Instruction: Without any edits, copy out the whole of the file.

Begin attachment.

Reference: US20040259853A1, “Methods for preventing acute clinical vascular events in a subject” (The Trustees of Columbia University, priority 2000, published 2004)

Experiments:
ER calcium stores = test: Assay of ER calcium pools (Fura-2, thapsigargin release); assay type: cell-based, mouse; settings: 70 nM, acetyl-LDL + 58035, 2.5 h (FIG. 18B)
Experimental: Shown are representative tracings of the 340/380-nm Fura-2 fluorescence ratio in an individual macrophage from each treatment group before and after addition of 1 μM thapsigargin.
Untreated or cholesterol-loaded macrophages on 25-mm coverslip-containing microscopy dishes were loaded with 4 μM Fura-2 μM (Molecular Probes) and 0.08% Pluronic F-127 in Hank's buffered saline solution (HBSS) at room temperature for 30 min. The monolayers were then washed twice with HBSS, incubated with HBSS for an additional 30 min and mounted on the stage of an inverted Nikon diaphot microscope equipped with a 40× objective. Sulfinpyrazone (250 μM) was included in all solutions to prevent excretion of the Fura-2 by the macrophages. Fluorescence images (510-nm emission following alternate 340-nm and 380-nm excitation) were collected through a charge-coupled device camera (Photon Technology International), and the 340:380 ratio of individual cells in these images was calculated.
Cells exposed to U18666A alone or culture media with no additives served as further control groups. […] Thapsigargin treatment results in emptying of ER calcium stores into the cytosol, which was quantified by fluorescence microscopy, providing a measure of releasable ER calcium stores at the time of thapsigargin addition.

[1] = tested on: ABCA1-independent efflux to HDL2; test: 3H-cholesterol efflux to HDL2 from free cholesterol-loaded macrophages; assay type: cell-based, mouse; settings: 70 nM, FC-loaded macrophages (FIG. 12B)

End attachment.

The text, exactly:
Reference: US20040259853A1, “Methods for preventing acute clinical vascular events in a subject” (The Trustees of Columbia University, priority 2000, published 2004)

Experiments:
ER calcium stores = test: Assay of ER calcium pools (Fura-2, thapsigargin release); assay type: cell-based, mouse; settings: 70 nM, acetyl-LDL + 58035, 2.5 h (FIG. 18B)
Experimental: Shown are representative tracings of the 340/380-nm Fura-2 fluorescence ratio in an individual macrophage from each treatment group before and after addition of 1 μM thapsigargin.
Untreated or cholesterol-loaded macrophages on 25-mm coverslip-containing microscopy dishes were loaded with 4 μM Fura-2 μM (Molecular Probes) and 0.08% Pluronic F-127 in Hank's buffered saline solution (HBSS) at room temperature for 30 min. The monolayers were then washed twice with HBSS, incubated with HBSS for an additional 30 min and mounted on the stage of an inverted Nikon diaphot microscope equipped with a 40× objective. Sulfinpyrazone (250 μM) was included in all solutions to prevent excretion of the Fura-2 by the macrophages. Fluorescence images (510-nm emission following alternate 340-nm and 380-nm excitation) were collected through a charge-coupled device camera (Photon Technology International), and the 340:380 ratio of individual cells in these images was calculated.
Cells exposed to U18666A alone or culture media with no additives served as further control groups. […] Thapsigargin treatment results in emptying of ER calcium stores into the cytosol, which was quantified by fluorescence microscopy, providing a measure of releasable ER calcium stores at the time of thapsigargin addition.

[1] = tested on: ABCA1-independent efflux to HDL2; test: 3H-cholesterol efflux to HDL2 from free cholesterol-loaded macrophages; assay type: cell-based, mouse; settings: 70 nM, FC-loaded macrophages (FIG. 12B)